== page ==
Yes, the 'Aqua Buddha' saga continues to, um, bubble.
The Washington Post's Greg Sargent caught up with the woman who anonymously accused Kentucky Senate candidate Rand Paul of 'kidnapping' her and forcing her to smoke marijuana while they were both students at Baylor University. The woman, who remains unnamed in the piece, said that the incident has been "blown out of proportion" and that she was "hazed" by Paul and a friend but not "forced" to do anything. From Sargent:
The woman -- who was made available to me for an interview by GQ reporter Jason Zengerle in response to the Paul campaign's denunciations of his article -- said she didn't mean to imply that she was kidnapped "in a legal sense."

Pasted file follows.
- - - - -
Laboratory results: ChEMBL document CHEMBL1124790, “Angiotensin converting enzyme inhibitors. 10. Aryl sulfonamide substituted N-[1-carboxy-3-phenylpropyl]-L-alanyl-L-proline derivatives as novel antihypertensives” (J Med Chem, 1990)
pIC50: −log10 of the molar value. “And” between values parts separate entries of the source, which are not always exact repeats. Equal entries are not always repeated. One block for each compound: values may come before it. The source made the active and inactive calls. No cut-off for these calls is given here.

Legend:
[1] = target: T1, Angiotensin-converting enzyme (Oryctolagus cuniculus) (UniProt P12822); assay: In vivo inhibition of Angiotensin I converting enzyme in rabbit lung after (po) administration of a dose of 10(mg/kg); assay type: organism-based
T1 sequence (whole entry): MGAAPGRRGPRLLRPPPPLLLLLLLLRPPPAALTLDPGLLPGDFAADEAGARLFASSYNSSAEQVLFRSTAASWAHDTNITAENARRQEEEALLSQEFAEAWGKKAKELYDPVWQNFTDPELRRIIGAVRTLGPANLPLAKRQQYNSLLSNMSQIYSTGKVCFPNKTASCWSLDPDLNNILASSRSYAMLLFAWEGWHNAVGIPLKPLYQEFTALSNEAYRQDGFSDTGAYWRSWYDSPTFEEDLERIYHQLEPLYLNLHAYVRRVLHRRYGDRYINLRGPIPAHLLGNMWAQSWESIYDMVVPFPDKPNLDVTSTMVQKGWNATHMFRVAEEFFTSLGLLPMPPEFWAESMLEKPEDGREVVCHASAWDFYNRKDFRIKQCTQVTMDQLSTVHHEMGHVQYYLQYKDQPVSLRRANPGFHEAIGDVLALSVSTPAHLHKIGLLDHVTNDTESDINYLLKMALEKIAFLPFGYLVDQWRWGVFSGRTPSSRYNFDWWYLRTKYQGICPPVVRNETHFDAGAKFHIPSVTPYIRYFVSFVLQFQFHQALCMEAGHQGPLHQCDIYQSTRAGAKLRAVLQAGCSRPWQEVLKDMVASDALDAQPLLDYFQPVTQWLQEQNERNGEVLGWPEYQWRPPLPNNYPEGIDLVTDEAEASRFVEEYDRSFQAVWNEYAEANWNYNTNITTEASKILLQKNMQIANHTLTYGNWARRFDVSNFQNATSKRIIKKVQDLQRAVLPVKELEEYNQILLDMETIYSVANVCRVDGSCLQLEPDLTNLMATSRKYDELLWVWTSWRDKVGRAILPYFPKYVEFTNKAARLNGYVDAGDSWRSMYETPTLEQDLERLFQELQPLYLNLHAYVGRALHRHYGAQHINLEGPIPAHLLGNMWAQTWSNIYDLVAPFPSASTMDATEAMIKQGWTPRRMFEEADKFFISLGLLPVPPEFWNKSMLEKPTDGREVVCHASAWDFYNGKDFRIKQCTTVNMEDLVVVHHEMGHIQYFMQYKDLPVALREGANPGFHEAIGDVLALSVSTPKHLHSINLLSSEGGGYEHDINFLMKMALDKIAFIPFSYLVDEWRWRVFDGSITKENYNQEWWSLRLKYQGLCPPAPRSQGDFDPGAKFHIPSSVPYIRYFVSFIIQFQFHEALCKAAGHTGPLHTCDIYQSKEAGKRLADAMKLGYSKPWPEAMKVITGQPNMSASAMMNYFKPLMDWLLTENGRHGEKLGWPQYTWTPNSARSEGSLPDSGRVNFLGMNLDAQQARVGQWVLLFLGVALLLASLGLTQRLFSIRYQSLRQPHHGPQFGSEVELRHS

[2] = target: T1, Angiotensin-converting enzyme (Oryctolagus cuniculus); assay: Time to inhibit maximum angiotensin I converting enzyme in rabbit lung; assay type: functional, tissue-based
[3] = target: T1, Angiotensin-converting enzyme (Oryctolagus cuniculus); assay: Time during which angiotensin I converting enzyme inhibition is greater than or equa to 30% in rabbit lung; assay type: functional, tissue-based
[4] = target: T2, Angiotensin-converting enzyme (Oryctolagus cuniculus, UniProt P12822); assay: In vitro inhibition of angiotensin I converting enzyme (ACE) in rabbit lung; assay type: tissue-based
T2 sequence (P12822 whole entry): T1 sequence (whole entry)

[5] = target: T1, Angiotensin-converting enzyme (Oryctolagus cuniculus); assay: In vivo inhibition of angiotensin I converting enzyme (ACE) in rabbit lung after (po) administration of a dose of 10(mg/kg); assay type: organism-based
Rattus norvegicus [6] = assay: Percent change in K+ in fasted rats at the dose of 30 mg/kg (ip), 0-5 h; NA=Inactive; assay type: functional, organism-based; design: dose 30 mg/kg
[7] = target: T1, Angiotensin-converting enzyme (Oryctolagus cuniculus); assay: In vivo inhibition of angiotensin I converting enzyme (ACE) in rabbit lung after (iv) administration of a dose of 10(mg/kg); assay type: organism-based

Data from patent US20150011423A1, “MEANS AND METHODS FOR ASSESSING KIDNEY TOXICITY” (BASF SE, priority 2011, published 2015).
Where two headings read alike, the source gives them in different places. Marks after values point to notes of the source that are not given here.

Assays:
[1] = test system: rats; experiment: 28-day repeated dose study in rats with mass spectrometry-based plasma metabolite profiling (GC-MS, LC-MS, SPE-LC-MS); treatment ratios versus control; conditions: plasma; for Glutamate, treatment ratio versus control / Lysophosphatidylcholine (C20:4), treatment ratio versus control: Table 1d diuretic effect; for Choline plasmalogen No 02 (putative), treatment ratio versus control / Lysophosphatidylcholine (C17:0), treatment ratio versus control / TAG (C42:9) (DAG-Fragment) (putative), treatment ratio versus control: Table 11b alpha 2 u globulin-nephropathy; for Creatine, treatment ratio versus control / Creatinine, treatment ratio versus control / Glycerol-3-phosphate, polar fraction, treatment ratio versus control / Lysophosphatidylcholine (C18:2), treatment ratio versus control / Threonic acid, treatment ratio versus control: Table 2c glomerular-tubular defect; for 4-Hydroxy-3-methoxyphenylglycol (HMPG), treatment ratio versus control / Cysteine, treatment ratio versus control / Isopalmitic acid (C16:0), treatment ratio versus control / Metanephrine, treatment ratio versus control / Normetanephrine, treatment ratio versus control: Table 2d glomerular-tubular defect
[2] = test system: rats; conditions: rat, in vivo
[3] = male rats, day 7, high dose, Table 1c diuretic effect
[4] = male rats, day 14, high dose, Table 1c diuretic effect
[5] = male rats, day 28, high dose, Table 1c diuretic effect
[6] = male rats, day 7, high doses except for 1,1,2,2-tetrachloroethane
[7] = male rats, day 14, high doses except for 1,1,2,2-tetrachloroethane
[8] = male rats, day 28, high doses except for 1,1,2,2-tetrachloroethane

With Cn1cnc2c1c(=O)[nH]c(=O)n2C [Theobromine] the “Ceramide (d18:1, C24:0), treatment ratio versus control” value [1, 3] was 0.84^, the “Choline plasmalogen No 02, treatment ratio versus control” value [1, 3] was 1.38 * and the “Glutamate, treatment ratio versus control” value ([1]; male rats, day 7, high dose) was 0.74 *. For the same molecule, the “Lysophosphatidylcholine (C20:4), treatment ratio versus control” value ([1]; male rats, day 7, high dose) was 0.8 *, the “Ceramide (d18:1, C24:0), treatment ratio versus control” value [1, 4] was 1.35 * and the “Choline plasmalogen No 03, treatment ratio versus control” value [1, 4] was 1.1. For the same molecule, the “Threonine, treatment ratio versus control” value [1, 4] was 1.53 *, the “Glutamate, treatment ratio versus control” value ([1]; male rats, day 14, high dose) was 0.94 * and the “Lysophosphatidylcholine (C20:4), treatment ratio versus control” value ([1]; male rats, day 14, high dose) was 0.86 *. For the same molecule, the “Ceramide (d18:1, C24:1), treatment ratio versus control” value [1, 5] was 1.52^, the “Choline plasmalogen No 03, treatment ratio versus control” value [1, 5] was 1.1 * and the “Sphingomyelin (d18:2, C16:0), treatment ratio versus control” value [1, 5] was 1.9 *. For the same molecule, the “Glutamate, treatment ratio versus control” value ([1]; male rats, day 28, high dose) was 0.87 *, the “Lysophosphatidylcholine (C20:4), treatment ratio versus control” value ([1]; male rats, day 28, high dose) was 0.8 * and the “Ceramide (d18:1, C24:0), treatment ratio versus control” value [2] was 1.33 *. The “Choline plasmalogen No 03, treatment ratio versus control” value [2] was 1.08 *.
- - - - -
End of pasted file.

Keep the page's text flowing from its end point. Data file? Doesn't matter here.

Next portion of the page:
"The whole thing has been blown out of proportion," she told me. "They didn't force me, they didn't make me. They were creating this drama: `We're messing with you.'"
The woman said that much of the subsequent coverage of her allegations missed a key nuance: As a participant in a college ritual, where lines between acquiescence and victimization are often blurry, she was largely playing along with the notion that she was being forced to follow Paul's orders.
"I went along because they were my friends," she said. "There was an implicit degree of cooperation in the whole thing. I felt like I was being hazed."
Yesterday, Paul disputed the woman's account on FOX News. "I absolutely deny kidnapping anyone, ever," he said. He did not elaborate on the veracity of the GQ's story's claim that he and a friend had been smoking pot and urged the woman to worship 'Aqua Buddha.'
"I'm not really going to try to go back 27 years to remember everything I did in college," Paul said yesterday.